Donna, I have been debating whether or not to go to Egypt. As you know, I am an independent traveler and rarely do tours, but this one sounds like it was particularly adept at creating cultural opportunities and not just showing people the tourist sites.
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Julia March 29, 2012 at 7:30 am

Thanks so much for this — Egypt is a fascinating country, and their economy REALLY relies on tourism. Plus. what an amazing time to see a place up close!
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Susan Lanier-Graham
March 29, 2012 at 10:20 am

I visited Egypt last July for 10 days. I never really felt unsafe and found the eagerness with which everyone spoke of the revolution and their visions for the future to be such a unique perspective. I felt privileged to see the country at a time when it wasn’t overrun by tourists, but I also felt a very real sense of desperation as the people try to redefine themselves. If you have a chance for a Nile cruise, take it. We did a four-night cruise and that was probably the best part. The culture in that part of the country is different. (I have an article about the Nile cruise on my site.) The countryside is beautiful and amazing in its contrasts. The temples are unlike anything you’ll see elsewhere. It’s definitely the trip of a lifetime. I agre, though, that visitors need to be aware, find a reputable tour company, and watch the State Dept advisories. It’s also a good idea to register with the embassy. Excellent article!
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Brette Sember
March 29, 2012 at 10:57 am

This sounds amazing. I would not want to be stuck in a boring tourist hotel. I want to get out and see the real country and you did that. I am hesitant about any travel in the Middle East however, and I hope things calm down in coming years because I would love to go.
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March 29, 2012 at 10:58 am

Thanks for this. Egypt has long been a fascination in this household. My son was studying the pyramids at age 5; I’d love to be able to take us all there before he graduates from college.
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Jane Boursaw
March 29, 2012 at 11:59 am

It does sound a little scary, but definitely do-able with the right tour company and some common sense travel tips to ensure safety.
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March 29, 2012 at 1:13 pm

I was in Egypt last year not so long after the revolution and I felt very safe – however as you say it’s good to take local advice on where it’s OK to go. Most of the protests are very localised and only on certain days of the week.
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Living Large March 29, 2012 at 2:32 pm

Egypt is someplace we would love to visit. We cannot go now, but I’m glad that you’re writing and encouraging people to visit.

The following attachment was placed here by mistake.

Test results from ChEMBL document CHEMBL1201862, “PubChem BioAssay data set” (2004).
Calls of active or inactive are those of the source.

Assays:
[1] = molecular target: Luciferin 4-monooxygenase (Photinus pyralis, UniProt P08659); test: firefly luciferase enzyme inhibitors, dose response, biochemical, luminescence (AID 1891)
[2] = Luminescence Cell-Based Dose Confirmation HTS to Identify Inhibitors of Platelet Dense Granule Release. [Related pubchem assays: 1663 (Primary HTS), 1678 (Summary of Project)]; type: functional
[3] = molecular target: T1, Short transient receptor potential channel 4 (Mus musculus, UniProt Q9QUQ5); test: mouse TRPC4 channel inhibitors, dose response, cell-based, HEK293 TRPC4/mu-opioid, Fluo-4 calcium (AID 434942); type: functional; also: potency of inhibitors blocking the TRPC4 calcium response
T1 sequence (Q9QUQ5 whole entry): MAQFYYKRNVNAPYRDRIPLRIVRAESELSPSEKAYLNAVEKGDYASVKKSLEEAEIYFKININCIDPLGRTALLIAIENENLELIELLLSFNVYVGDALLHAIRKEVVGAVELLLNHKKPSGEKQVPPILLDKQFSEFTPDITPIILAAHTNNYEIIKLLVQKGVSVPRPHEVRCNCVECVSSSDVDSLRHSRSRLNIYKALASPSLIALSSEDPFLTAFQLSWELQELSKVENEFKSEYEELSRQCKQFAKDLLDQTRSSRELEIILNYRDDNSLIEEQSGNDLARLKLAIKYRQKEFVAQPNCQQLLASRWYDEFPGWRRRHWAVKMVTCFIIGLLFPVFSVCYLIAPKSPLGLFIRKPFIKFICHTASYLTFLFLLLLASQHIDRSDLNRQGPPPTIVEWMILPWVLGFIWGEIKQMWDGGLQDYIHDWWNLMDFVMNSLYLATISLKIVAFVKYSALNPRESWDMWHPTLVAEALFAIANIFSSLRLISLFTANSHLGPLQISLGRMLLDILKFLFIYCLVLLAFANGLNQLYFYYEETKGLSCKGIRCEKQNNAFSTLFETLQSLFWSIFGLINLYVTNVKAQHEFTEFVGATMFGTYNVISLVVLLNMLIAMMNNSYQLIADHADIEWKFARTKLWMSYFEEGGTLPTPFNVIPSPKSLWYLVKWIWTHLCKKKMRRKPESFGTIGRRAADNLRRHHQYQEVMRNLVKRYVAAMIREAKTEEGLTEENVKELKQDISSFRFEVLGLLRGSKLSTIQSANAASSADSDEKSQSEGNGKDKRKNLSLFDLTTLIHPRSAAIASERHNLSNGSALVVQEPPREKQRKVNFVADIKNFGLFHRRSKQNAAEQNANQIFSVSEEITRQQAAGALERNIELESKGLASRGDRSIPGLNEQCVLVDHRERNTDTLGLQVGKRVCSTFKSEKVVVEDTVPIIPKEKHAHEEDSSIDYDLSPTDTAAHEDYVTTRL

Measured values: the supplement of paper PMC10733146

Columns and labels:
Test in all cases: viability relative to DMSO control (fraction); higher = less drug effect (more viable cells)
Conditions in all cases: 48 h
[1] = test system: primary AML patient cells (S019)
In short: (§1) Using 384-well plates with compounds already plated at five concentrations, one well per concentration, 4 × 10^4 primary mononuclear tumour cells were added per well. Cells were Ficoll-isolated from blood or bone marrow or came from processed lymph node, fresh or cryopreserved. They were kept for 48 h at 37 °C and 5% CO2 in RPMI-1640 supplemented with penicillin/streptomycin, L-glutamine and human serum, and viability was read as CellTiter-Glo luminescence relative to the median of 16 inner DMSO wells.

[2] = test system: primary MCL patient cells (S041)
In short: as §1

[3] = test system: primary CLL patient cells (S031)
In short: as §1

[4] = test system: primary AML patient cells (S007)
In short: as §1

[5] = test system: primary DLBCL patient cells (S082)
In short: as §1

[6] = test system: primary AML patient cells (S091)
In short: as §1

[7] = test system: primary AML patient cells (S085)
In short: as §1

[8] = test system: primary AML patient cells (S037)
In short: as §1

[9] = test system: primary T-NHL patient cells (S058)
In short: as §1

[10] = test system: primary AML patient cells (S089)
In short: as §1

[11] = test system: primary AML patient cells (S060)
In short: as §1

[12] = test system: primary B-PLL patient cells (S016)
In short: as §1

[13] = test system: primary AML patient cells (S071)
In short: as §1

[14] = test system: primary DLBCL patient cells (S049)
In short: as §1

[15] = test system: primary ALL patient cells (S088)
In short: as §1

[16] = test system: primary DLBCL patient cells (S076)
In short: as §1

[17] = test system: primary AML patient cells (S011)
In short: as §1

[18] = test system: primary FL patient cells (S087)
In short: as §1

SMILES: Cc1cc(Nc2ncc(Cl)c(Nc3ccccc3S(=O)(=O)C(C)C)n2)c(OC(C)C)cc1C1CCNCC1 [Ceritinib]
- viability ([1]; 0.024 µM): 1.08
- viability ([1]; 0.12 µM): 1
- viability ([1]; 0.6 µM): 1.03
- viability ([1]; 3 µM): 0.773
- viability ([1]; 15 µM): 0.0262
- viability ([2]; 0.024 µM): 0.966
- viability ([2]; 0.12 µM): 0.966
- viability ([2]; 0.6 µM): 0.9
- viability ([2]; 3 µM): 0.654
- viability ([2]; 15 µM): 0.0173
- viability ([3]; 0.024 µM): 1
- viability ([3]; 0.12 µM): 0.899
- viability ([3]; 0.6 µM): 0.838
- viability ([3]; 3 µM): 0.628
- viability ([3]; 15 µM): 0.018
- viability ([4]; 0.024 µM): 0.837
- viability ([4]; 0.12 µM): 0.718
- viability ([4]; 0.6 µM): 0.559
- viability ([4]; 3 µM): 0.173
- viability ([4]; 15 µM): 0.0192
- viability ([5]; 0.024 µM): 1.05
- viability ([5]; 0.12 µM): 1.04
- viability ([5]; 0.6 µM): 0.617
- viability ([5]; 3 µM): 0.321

Debbie Cowie March 29, 2012 at 2:50 pm

thanks for this info. I have been hoping to go Spring 2013. I went to Peru with Gate 1 Travel & I trust them. However, at this time they have stopped their tours to Egypt. I have till Nov. to decide & I am so hoping that they will start their tours again & if they do I am going. Egypt has been #1 on my travel list for many yrs. & I can not wait to go there.


sheryl March 29, 2012 at 6:38 pm

Sounds like you had a wonderful adventure. I think I’d be a bit hesitant in light of all the upheaval, but it seems that you were very safe and welcome in the country.
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Suzanne Fluhr
March 29, 2012 at 8:16 pm

My husband and I are just back from a two week trip to Central Mexico, San Miguel de Allende, Guanajuato, Queretero and Mexico City. When I announced our travel plans to family and friends, the most common reaction was a question, “Where should I send the ransom?” We traveled independently (I speak Spanish) and in the colonial historic districts, we felt safe, even at night. We traveled by bus. The first class bus stations were spotless and efficient with very reasonable fares. The people we met were lovely and kind. It is so sad that places like Egypt and Mexico have suffered major hits to their tourism industries due to reports of political turmoil (Egypt) and criminal gangs (Mexico). As you recommended, the prudent course is to stay informed, choose where you go and to be mindful of one’s surroundings. I have the same recommendations for when you visit my hometown, Philadelphia.


ruth pennebaker March 30, 2012 at 9:12 am

I’ve wanted to go to Egypt for years, but feel uncertain about it now. The incidents of crowd violence has been scary. Thanks for the excellent virtual tour, but I’m still reluctant.
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Mark H March 30, 2012 at 3:35 pm

I last went to Egypt before all the recent political upheavals though there have always been unreported little issues in various towns. It struck me that Egyptians seem hyper-conscious of the importance of the tourism industry to their country and go out of their way to ensure the safety of their visitors. Lovely article on the practicalities of seeing this historically unique country.
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MyKidsEatSquid March 31, 2012 at 6:47 pm

Timely post for me. My parents are headed to the Middle East next week, they’re visiting several former/current hotspots as part of a tour. Egypt and Israel are on the list.


April 2, 2012 at 9:10 am

I like to hear firsthand accounts of how safe it is to travel in a country that doesn’t seem that safe if you listen to news accounts. You made a good case for Egypt and it sounds like you had a great time.
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jeanine barone April 3, 2012 at 7:48 am

Sounds like you had a great trip. I haven’t made it to Egypt yet. In fact, aside from Israel, I haven’t visited anywhere else in the Middle East. Many countries, including Egypt, are on my list.


merr April 3, 2012 at 8:02 am

It was good to read your post and understand more than the fear. Thanks for that. I would like to go to Egypt and Israel.
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Alexandra April 3, 2012 at 10:56 am

My daughter went to Egypt a couple years ago and I was terrified the whole time. That was BEFORE the revolution. My husband wants us to go, but I prefer to read about the country on travel blogs like yours and visit France, where I used to live, instead.
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April 18, 2012 at 4:23 pm

Just back from a trip to Cairo and a Nile cruise in March and everything was fine, calm and non-threatening. Demonstrations may pick up again now that so many presidential candidates have been disqualified but tour operators will avoid those areas. This is perhaps a perfect time to go since there are few tourists and the Egyptians really appreciate you visiting their country now.


Donna Hull
April 18, 2012 at 7:23 pm

Hi Leslie, thanks for reporting on your trip to Egypt. Your experience sounds much the same as mine. I’d go back in a heartbeat, especially if it meant no tourist crowds.